The drawers are full-length and pull-through from each side. Each drawer stack is 24" wide and has three drawers, about 15", 10", and 5" high. They're made of 1/2" plywood, with 3/4" plywood faces on each end, notched for the runners. Because of their size, we used 1/2" plywood for the bottoms too. The runners are attached to the inside faces of the carcass, and are 3/4" thick and about 1 1/2" high. On each side of the drawer is a strip of purpleheart about the same cross-section that rides on the runner, with a strip of UHMW on the bottom and the side, giving low friction for the sliding weight of the drawer as well as side-to-side friction. The drawers are a little heavy, it's true, especially when they're loaded, but they slide reasonably well on the UHMW and don't cause us any trouble. I couldn't think of any way to give them a positive stop when the faces are flush so, yeah, they take a little care when you close them. My wife is kind of devil-may-care about details like that, so I'm a little embarrassed to say that when I have some reason to be in the store room I find myself going around and carefully closing them flush, one after another. Another poster suggests rare earth magnets, but the drawers are so heavy that a sufficiently-strong magnet would pin you to the cabinet by your belt buckle.
One thing to consider is that when the drawer is pulled well out so that the center of gravity is outside the cabinet it will tip down unless there's a stop on the side of the drawer underneath the runner. At each end I have about a six-inch long piece that catches the back of the drawer to keep it from tipping down when this happens.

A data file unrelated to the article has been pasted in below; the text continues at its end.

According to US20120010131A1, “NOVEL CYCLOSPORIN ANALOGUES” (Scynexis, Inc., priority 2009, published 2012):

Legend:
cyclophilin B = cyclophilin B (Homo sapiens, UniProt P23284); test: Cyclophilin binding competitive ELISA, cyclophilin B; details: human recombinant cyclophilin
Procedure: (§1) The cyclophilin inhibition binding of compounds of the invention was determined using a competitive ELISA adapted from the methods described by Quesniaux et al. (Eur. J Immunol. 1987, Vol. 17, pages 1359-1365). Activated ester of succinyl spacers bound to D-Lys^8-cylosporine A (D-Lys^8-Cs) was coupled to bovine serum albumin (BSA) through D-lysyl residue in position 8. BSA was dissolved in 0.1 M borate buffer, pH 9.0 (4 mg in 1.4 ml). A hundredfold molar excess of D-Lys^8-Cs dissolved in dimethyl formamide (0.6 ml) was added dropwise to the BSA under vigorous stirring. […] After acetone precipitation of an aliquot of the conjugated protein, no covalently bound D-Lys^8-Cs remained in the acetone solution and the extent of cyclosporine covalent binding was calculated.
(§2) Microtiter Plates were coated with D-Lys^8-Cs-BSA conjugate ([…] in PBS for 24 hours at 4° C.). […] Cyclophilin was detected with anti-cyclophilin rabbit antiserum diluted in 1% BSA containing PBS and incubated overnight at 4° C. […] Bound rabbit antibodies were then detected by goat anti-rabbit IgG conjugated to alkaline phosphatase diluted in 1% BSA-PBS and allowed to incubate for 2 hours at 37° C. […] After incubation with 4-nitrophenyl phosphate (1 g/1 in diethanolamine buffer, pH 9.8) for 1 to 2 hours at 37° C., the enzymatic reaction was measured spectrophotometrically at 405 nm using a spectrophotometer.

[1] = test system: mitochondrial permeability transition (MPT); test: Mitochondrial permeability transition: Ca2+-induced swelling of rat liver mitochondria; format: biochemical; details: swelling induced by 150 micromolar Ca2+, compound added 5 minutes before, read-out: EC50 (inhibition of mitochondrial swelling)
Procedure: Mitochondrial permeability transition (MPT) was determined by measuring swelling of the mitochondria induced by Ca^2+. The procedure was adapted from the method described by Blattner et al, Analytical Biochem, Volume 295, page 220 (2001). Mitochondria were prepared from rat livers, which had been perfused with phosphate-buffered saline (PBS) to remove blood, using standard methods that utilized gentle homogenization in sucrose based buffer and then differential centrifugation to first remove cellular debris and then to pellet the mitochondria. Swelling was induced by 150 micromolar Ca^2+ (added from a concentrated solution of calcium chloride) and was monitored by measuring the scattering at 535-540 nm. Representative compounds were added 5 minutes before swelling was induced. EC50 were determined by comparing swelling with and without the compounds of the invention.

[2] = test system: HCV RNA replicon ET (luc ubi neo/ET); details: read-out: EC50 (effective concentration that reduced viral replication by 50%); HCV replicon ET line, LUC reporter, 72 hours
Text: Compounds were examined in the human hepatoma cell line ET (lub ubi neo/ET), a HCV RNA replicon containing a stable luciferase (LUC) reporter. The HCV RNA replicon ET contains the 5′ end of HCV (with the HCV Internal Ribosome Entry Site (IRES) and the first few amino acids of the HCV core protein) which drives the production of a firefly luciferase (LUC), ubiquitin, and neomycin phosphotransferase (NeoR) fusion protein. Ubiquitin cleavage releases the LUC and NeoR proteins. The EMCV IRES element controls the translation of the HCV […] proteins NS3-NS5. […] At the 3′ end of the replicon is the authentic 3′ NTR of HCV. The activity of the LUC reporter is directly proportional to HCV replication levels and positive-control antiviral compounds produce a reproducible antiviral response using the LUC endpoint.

The top, by the way, is a separate piece, 3/4" MDF with laminate on top, edged with about 3/4" by 1" wood trim. It just sits on top of the cabinet assembly with small cleats, hidden by the lower edge of the trim, to keep it centered on the cabinet. No need for fasteners because of its weight.
So do it. It's an interesting design challenge and I believe you'll be happy with it if you go for it. Email me off-line and I can share a picture or two.
Tom Dacon

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C & S wrote:

Although I don't know if they come in the length you require, take a look at the Accuride "Two Way Travel" drawer slides such as the model #2002.
http://www.accuride.com/Woodworking/Product/Details.asp?ProductID 
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Jack Novak
Buffalo, NY - USA
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"C & S" wrote

I have built a couple "endless drawer" project and seen a couple more.
I never did come up with an adequate solution to the drawers lining up well. But the people who used them did learn to adapt and soon were carefully closing the drawers even with the cabinet sides.
I built one project with wooden rollers. The rollers were simply large hardwood dowels with some metal rods inserted into the ends. I waxed everything up and it worked well for a long time. Until the wood started to wear around the metal rods. Then it got kind of sticky.
If I was going to do anything like this again I would either go to some kind of slick plastic under the drawer runners of put some kind of roller or caster under the drawer bottom.
I have seen a small sphere caster that is used to move sheet goods. It installs with four screws. I can't recall where I have seen it but a place that sells lotss of options for a table saw extension tables should have something like this.
Quilters use lots of long plastic cutting guides. These may or may not fit into the long drawers. I would keep a few inches free under the bench top to store these long items.
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The finished design has been posted to ABPW.

drawers
is,
out
kitchen
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Nice. Very nice.
Tom